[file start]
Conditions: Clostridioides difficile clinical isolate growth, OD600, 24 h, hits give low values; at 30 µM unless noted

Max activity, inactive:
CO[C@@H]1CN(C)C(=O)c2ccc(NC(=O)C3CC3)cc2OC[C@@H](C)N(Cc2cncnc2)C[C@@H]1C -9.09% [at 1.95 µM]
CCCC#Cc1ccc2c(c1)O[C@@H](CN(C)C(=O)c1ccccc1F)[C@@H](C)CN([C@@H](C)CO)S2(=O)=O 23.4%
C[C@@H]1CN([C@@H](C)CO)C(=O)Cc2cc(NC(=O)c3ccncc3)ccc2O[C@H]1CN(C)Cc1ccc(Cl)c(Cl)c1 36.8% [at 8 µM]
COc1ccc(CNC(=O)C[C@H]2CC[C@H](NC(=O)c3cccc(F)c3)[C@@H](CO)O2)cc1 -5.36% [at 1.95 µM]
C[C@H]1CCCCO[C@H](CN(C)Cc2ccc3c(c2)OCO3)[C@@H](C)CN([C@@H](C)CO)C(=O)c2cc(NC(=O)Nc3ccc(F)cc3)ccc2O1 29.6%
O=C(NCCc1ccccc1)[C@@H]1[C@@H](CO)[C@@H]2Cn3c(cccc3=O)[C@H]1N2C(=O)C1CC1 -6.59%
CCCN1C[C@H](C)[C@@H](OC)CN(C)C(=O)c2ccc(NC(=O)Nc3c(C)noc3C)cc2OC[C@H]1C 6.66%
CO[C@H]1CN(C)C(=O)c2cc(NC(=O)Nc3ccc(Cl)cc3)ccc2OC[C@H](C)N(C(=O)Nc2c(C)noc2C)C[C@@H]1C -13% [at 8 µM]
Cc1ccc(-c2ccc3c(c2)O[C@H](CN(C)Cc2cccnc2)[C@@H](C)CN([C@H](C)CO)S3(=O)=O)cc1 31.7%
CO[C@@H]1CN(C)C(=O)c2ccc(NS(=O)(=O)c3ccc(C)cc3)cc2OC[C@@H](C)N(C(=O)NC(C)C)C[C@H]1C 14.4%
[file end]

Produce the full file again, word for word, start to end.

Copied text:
Conditions: Clostridioides difficile clinical isolate growth, OD600, 24 h, hits give low values; at 30 µM unless noted

Max activity, inactive:
CO[C@@H]1CN(C)C(=O)c2ccc(NC(=O)C3CC3)cc2OC[C@@H](C)N(Cc2cncnc2)C[C@@H]1C -9.09% [at 1.95 µM]
CCCC#Cc1ccc2c(c1)O[C@@H](CN(C)C(=O)c1ccccc1F)[C@@H](C)CN([C@@H](C)CO)S2(=O)=O 23.4%
C[C@@H]1CN([C@@H](C)CO)C(=O)Cc2cc(NC(=O)c3ccncc3)ccc2O[C@H]1CN(C)Cc1ccc(Cl)c(Cl)c1 36.8% [at 8 µM]
COc1ccc(CNC(=O)C[C@H]2CC[C@H](NC(=O)c3cccc(F)c3)[C@@H](CO)O2)cc1 -5.36% [at 1.95 µM]
C[C@H]1CCCCO[C@H](CN(C)Cc2ccc3c(c2)OCO3)[C@@H](C)CN([C@@H](C)CO)C(=O)c2cc(NC(=O)Nc3ccc(F)cc3)ccc2O1 29.6%
O=C(NCCc1ccccc1)[C@@H]1[C@@H](CO)[C@@H]2Cn3c(cccc3=O)[C@H]1N2C(=O)C1CC1 -6.59%
CCCN1C[C@H](C)[C@@H](OC)CN(C)C(=O)c2ccc(NC(=O)Nc3c(C)noc3C)cc2OC[C@H]1C 6.66%
CO[C@H]1CN(C)C(=O)c2cc(NC(=O)Nc3ccc(Cl)cc3)ccc2OC[C@H](C)N(C(=O)Nc2c(C)noc2C)C[C@@H]1C -13% [at 8 µM]
Cc1ccc(-c2ccc3c(c2)O[C@H](CN(C)Cc2cccnc2)[C@@H](C)CN([C@H](C)CO)S3(=O)=O)cc1 31.7%
CO[C@@H]1CN(C)C(=O)c2ccc(NS(=O)(=O)c3ccc(C)cc3)cc2OC[C@@H](C)N(C(=O)NC(C)C)C[C@H]1C 14.4%